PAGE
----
Planning to start packing your bags for a new trip? But wait before you plan ahead. Your little ball of love also needs to have a passport as you for international travel. In the United States, a pet passport is a set of documents that you (as a pet owner) need to carry when you’re moving your pet from one place to another. The additional requirements differ from country to country but the minimum set of documents required for your pet stays the same. Your veterinarian will smoothly help in arranging all the required paperwork for the country you’re planning to travel to.

Pet Passport

What is a Pet Passport?

It’s not as tedious as it sounds. You wouldn’t have to wait for weeks to get this passport work done for your pet. The process is very simple and it can be easily done in a matter of some days. The main purpose of the passport is to demonstrate the health of your pet. It acts as proof that shows how healthy your pet is for international travel. The officials check that the required vaccinations and treatments have been given to your pet as required. 

Getting the required documents done is mandatory because, in absence of it, your pet could be subject to lonely days of quarantine, alone, in a foreign land. To keep your fluff of love near you, read the following sections to understand the requirements for a Pet Passport. 

How To Get a Pet Passport in the US? 

Before getting the basic documents ready, it is advised for every traveler to check the airline guidelines for pet travels. Every airline has specific regulations for pets. While some require your pet’s health certification to be no more than 10 days from your departure date, others provide a lesser time margin for the certification. At least 6 months before your travel date, check the import requirements for pets in your destination country. Some countries have specific conditions that ask you to fulfill a waiting period and get a blood titer test done, to check the antigen level in your pet’s body for rabies.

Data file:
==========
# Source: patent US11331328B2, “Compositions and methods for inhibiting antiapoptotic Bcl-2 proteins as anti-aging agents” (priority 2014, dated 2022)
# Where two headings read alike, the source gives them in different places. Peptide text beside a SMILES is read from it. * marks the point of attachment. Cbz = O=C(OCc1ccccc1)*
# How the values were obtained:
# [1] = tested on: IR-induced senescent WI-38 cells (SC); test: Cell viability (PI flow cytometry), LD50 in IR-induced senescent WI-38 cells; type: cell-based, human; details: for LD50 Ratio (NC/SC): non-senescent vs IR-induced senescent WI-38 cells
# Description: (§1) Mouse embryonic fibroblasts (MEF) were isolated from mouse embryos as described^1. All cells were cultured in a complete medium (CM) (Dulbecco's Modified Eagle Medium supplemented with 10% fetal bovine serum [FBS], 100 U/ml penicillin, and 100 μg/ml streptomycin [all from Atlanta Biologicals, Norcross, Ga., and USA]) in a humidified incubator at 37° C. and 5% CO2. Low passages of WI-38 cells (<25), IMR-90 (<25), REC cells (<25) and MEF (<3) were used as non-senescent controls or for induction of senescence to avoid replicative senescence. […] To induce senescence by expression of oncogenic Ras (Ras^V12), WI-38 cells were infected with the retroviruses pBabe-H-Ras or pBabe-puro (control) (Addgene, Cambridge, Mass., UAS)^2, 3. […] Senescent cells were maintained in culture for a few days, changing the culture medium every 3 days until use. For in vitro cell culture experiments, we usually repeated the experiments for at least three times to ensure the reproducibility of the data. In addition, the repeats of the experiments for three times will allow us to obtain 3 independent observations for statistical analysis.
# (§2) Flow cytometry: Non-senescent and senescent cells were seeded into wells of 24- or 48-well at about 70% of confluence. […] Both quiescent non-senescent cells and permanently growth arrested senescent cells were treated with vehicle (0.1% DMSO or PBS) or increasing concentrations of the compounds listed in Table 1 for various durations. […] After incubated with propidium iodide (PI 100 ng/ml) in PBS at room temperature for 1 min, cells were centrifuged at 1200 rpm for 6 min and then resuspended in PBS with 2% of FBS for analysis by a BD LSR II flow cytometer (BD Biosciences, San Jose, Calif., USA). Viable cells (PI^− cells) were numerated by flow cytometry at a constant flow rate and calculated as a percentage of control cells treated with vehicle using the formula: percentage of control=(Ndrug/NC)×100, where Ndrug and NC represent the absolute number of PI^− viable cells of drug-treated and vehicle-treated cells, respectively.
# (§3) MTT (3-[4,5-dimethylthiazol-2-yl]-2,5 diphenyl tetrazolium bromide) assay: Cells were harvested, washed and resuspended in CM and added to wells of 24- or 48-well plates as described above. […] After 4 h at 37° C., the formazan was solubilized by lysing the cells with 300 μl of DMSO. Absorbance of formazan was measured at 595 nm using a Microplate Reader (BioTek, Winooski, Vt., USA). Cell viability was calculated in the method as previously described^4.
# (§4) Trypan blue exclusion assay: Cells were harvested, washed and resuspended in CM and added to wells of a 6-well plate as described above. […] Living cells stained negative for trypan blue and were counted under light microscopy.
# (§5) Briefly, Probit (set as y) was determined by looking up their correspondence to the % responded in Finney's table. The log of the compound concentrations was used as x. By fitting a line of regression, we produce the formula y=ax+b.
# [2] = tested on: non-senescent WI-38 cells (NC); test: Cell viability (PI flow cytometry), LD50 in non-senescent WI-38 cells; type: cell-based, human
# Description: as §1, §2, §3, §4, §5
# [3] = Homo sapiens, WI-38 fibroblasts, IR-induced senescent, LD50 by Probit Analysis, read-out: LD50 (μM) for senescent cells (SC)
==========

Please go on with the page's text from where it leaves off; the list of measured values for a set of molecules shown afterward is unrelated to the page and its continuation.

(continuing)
Pet Passport

Step 1: Research Airlines and Destination Regulations

Visit the USD website to check the official requirements for carrying your pet to a specific country. Note down the requirements and call the country’s embassy or consulate in Washington, DC to verify the points. There are embassy websites of some countries that portray all the required guidelines on their official website, you can also check if your destination country provides that information. To ensure that you don’t miss anything, call anyway. 

Step 2: Contact Your Vet

Once you have received the required information about your airline and destination country regulations, contact your vet. Set up an appointment to discuss the required documents. Your vet must be federally accredited. If not, you might have to ask for a referral. This is because many countries don’t permit the certifications validated by other veterinarians. 

Here are some basic required procedures: 

· Tattooing of Micro chipping to ensure your pet’s safety if he’s lost.

· Vaccination for rabies and the plus time required after that. After the plus time, you will have to again opt for a blood test to show the vaccine’s effectiveness.

· Tick, flea, and parasite removal procedures.

Pet Certificate

Step 3: Receive Certification

After going through the rigorous health procedures, your veterinarian will issue a health certificate that testifies for the health of your pet. Some airlines and countries require your pet’s health certificate to be endorsed by the USDA. For getting this done, send your certificate to them via courier or contact your local USDA certified veterinarian for assistance. 

Additional Documents for EU Countries

Different countries have laid out specific rules for people traveling from the United States. You would have to inquire about the particular rules from the official authorities for the pet documents. For instance, if you’re planning to travel to any country in the European Union, the regulations stay the same.

Pet Passport

Depending on the country in the EU, you are required to submit an Annex IV form. Along with this, talk to your vet to furnish a USDA endorsed APHIS Health Certification for your pet. There are many instances of illegal pet transportation. To avoid this, the EU demands the passengers to provide a ‘Declaration of Non-Commercial Transport’ that reads that your pet isn’t being given away or sold. Include your pet’s shot record with this Declaration. Apart from this, some EU countries also need proof of tapeworm testing or other treatments.